Serve over Cold-Oven Sweet Potato Fries and garnish with sliced avocado and anything else you'd like. (Serves 6 to 8 as a main course.)

Cold-Oven Sweet Potato Fries

2 large sweet potatoes (peeled and cut into 1/4-inch batons)
2 teaspoons olive oil
Kosher salt and cracked black pepper (to taste)

In a large bowl, toss the sweet potatoes with the olive oil, salt, and pepper. Spread the potatoes out in a single layer on a parchment-lined baking sheet. Place into a cold oven and set the temperature to 415 degrees. Check them in 15 minutes or so. They should be golden and ready in 20-25 minutes. (Makes 2 servings, so you'll have to make several batches if you're serving lots of people.)

Tuesday, November 5, 2013

Vanilla Almond Strawberries

We tried some Justin's Vanilla Almond Butter in Boulder, Colorado (where the company is based) last summer and got hooked. You can't get this flavor in Memphis yet, but Whole Foods Poplar here in town recently snagged us a bunch of so we could try it again and make something fun with it. The result: almond butter frosting! It was great on top of the chocolate cupcakes we brought to a recent birthday party at the legendary Pete & Sams.

After we floated a question about what the heck else to do with the leftover frosting, Mel S. advised us to try it with strawberries -- a capital idea. Better than cupcakes, maybe. It's kind of like a really fresh PB&J, and even though it's so out of season, oh, well -- it's still so much fun.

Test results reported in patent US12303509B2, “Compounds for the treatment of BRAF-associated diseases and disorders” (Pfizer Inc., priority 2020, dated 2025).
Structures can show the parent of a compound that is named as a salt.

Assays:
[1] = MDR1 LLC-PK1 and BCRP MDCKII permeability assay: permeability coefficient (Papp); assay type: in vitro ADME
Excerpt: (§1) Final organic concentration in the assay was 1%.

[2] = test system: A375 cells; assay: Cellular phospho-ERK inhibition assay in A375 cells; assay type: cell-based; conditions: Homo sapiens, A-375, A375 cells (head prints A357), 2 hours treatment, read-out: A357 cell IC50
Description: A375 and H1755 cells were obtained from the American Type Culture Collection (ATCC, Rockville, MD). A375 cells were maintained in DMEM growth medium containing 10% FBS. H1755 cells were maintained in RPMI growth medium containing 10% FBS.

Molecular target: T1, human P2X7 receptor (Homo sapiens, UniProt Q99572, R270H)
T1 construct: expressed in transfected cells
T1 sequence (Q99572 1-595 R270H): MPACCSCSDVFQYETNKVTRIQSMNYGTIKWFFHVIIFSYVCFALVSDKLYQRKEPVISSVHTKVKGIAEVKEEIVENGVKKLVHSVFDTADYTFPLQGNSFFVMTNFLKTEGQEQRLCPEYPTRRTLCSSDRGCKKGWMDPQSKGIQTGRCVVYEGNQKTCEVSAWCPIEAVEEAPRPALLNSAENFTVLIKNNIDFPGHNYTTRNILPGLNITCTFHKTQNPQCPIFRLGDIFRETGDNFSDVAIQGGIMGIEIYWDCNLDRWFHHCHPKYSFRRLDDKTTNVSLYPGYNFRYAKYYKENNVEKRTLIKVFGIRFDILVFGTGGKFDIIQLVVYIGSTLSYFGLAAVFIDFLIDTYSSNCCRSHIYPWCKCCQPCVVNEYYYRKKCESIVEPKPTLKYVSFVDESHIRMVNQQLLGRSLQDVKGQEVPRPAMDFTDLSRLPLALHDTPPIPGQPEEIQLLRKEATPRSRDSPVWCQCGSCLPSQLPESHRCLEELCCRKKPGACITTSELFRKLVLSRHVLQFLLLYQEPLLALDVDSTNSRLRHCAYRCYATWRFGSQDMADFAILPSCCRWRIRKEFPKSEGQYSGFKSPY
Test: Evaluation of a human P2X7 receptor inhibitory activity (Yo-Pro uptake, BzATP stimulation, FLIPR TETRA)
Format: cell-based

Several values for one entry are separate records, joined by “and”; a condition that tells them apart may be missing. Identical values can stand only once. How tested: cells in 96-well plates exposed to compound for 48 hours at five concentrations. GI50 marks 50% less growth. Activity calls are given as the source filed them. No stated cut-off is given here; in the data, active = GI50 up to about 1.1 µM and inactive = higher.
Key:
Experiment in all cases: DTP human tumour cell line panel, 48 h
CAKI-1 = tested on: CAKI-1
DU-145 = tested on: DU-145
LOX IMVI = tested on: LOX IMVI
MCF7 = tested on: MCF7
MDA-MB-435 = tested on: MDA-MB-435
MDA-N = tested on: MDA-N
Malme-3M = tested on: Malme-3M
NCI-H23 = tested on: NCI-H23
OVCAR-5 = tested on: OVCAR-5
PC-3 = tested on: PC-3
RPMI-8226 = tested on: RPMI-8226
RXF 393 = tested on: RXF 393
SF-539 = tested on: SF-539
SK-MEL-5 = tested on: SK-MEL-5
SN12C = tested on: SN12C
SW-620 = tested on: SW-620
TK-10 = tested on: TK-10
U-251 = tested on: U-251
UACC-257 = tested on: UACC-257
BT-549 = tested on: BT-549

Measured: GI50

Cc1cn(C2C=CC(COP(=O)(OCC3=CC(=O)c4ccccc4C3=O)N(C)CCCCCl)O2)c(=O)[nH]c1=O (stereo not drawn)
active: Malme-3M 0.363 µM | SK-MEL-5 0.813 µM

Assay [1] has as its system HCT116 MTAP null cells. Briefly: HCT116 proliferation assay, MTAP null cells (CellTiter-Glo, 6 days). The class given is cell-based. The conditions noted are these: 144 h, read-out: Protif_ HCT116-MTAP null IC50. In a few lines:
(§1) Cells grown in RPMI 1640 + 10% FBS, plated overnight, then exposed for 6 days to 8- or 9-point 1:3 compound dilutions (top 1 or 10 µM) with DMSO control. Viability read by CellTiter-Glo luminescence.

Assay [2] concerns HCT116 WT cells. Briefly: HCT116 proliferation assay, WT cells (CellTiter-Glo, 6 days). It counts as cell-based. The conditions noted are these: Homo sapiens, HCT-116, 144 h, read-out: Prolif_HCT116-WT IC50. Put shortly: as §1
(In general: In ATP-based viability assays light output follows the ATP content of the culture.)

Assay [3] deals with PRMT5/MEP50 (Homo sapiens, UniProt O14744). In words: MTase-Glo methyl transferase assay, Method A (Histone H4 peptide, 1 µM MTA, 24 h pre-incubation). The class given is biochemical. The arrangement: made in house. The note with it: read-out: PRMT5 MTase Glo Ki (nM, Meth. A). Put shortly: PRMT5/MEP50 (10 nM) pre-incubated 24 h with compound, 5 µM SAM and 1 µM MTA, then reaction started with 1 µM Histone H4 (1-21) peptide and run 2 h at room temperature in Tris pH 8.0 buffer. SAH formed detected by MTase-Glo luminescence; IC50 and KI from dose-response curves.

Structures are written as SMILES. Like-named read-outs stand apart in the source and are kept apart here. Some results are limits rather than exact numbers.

Vanilla Almond Strawberries

10 ounces Justin's Vanilla Almond Butter
1 tablespoon honey
8 ounces neufchâtel cream cheese
1 cup powdered sugar

1/8 teaspoon Kosher salt (plus a pinch or two more)
1/2 cup sliced almonds (toasted)
1 quart strawberries

Soften the cream cheese on the counter for 20 minutes or stick it in the microwave for 15 seconds. Mix the almond butter, honey, cream cheese, powdered sugar, and salt together well. Refrigerate for at least an hour. Spread almond butter mix generously on one side of strawberries and roll them in the almonds -- add a pinch or two of salt to the almonds if you wish. Chill berries before serving. (Makes 12-14 berries; use the rest of the frosting for cupcakes or freeze it for later.)

Sunday, November 3, 2013

Baby Pink Ginger & Pink Peppercorn Syrup

When Lori from Downing Hollow Farm told me about the baby pink ginger she would have available at the Cooper-Young Community Farmers Market this fall, I just had to try it. It is so pretty, nothing like the gnarled, tough, sawdust-colored root I've used before now. I thought it would be a perfect spicy addition to a quick simple syrup you can add to lemonade, fizzy water, or hot apple cider this fall.

Baby Pink Ginger & Pink Peppercorn Syrup

1 cup baby pink ginger (peeled, sliced thinly)
2 cups cold water
1 cup cane sugar
1 tablespoon honey
1 Meyer lemon (halved)
20 pink peppercorns
a pinch of sea salt

Combine ginger, water, sugar, honey, lemon juice, both lemon halves, peppercorns, and salt in a sauce pan and get it to a boil. Lower heat to simmer and remove syrup from heat when it coats the back of a spoon. Let it cool, strain out the ginger, and then store syrup in a closed container the fridge for a couple of weeks.

*You should candy the ginger slices you used for the syrup after you strain them out! And you won't regret grating any leftover fresh baby ginger to use in this old favorite.